We found shrub to be the best method to preserve and capture the unique and almost overwhelming flavor of quince.
Quince is a historic, somewhat obscure fruit that transforms almost miraculously when cooked. Hours of slow cooking turn the hard white fruit into a luscious vermilion color and concentrates the flavors - our quince shrub tastes intensely of hyper-pears and floral honey. This is a flavor you smell as much as taste. Would be great with cocktails, and of course, soda!
In baking, you could use quince shrub as a baker's glaze for fruit tarts.
The quince we use is grown using organic methods, but this year the fruit does not have its organic certification because the grass planted nearby was not organic seeds.
FEATURED COCKTAIL: Quince Gimlet
• 2 oz gin
• 1 oz QUINCE shrub
Shake with ice, and strain into a coupe glass.
"This organic shrub from Oakland-based jam company INNA is floral and tangy. We love its simplicity—just quince, sugar and apple cider vinegar. Try it with soda or in your favorite fall cocktail."
- Imbibe Magazine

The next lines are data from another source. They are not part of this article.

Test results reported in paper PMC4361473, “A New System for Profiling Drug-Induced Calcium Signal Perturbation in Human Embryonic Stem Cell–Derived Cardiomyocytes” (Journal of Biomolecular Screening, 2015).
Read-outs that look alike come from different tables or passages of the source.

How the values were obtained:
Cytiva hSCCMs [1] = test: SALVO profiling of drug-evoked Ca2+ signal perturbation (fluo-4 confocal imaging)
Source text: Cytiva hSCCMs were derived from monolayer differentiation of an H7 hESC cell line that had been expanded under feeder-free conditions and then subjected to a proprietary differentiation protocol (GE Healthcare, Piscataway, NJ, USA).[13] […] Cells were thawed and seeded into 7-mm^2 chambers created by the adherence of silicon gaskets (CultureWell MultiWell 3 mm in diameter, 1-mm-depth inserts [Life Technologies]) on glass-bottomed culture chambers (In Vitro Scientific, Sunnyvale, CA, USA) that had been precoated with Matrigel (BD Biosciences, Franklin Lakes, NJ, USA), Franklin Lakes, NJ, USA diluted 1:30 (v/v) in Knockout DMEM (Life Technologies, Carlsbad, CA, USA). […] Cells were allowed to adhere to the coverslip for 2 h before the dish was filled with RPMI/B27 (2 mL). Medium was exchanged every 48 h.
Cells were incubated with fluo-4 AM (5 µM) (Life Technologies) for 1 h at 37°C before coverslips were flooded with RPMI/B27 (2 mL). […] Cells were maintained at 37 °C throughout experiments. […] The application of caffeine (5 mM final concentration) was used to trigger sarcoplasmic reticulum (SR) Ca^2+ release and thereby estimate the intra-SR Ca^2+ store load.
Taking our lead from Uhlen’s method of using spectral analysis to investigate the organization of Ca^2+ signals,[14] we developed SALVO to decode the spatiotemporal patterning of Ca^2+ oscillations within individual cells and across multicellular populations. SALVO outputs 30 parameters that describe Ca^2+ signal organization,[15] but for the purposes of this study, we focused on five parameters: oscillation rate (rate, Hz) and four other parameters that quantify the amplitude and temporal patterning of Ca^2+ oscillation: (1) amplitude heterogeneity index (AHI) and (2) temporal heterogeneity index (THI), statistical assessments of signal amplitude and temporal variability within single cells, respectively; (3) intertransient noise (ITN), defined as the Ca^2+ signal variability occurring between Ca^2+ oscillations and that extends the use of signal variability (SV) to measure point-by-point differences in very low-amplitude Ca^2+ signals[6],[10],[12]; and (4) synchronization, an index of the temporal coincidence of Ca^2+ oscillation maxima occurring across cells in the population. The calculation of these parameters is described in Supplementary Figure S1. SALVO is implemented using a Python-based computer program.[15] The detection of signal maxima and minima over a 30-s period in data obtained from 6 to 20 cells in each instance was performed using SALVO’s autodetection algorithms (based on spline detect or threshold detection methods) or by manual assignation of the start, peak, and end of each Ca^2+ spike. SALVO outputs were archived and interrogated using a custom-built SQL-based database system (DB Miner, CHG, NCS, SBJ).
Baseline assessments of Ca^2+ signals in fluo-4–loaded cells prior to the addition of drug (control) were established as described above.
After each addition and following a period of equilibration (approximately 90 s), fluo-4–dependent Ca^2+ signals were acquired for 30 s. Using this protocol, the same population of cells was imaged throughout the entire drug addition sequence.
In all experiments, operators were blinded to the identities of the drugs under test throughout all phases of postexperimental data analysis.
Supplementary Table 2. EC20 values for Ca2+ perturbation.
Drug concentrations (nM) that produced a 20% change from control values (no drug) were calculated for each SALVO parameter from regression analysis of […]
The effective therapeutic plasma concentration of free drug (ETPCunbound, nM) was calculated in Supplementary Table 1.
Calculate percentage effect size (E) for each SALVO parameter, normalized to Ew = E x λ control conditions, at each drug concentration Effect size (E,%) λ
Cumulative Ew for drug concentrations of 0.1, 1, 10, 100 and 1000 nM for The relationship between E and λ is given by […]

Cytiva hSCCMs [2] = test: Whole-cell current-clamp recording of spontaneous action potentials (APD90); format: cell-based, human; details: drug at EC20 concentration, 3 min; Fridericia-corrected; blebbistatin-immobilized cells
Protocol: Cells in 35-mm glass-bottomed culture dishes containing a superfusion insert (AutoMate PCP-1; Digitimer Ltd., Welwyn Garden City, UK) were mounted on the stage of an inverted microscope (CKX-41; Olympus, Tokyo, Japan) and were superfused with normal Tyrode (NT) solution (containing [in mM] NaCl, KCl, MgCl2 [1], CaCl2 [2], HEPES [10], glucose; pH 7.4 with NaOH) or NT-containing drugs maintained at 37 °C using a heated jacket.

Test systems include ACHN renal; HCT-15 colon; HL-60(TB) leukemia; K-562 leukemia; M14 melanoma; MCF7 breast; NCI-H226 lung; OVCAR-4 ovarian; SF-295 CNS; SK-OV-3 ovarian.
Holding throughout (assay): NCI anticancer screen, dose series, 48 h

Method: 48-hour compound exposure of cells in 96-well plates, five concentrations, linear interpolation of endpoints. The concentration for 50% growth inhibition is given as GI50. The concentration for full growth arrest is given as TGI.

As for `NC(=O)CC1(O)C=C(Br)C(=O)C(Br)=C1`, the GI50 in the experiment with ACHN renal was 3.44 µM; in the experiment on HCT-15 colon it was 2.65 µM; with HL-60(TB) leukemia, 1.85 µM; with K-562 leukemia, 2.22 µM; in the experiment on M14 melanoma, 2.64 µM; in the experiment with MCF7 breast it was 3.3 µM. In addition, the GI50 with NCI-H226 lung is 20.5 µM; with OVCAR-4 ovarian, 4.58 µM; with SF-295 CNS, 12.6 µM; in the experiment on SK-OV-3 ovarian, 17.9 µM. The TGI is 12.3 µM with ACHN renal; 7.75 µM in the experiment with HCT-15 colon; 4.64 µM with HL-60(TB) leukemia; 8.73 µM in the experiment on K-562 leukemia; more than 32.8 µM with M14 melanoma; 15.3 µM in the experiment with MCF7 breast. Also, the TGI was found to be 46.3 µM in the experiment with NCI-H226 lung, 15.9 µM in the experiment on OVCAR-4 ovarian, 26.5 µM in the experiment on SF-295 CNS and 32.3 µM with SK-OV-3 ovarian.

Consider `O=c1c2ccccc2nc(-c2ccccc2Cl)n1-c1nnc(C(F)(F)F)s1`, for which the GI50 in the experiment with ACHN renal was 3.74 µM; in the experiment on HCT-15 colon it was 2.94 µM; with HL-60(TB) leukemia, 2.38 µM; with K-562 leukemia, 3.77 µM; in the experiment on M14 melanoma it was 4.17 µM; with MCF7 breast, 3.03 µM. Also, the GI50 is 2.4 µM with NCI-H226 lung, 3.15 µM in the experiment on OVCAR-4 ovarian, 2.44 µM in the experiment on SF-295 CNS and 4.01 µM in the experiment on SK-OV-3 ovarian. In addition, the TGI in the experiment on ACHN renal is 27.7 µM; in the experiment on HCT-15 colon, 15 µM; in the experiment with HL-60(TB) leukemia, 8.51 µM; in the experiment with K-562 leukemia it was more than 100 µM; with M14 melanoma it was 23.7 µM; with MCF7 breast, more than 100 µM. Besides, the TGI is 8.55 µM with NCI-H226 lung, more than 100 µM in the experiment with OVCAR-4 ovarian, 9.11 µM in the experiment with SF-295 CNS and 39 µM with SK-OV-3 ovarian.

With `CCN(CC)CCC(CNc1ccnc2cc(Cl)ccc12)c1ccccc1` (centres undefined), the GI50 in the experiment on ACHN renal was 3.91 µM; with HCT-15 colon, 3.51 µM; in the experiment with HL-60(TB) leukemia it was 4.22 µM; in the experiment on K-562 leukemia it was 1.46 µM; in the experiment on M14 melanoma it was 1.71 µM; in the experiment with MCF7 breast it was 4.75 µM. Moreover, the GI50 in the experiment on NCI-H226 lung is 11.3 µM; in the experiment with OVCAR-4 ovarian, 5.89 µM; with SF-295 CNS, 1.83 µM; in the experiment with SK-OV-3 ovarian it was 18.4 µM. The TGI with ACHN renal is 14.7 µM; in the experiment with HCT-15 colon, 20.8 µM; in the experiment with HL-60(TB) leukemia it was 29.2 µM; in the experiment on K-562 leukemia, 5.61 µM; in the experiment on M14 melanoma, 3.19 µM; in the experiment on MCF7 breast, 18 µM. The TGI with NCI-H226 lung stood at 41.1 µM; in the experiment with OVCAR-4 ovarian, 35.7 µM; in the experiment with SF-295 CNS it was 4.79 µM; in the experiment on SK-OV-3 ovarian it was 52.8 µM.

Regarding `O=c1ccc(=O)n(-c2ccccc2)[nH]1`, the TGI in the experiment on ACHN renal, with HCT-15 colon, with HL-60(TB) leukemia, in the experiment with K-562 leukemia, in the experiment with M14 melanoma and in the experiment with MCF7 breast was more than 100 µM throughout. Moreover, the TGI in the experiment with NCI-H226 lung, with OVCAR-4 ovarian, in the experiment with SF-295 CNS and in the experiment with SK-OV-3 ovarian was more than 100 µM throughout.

"The quince soda tasted like it had been perfumed with a particularly floral variety of honey."
- Luke Tsai, East Bay Express
Shrub (also known as drinking vinegar) has a long tradition as a refreshing beverage going all the way back to the Colonial Era, but it actually originated a thousand years ago in the Middle East! Like our jams, shrubs are an excellent way to preserve the harvest of our gorgeous fruit when it is at it's most perfectly ripe. The vinegar and sugar both help to preserve and capture the fleeting fruit flavors while balancing each other out to make a sweet-tart syrup that a perfect base for a drink. Shrub is essentially a fruit-vinegar-sugar syrup. Mixed with sparkling water it's the most refreshing drink we've ever had. Of course, it's also great in cocktails.
INNA shrubs can be stored at room temperature, and ideally away from direct sunlight. Shake before using - separation is natural!INGREDIENTS: organic apple cider vinegar, organic unrefined cane sugar, organic quince (grown in Portola Valley, California)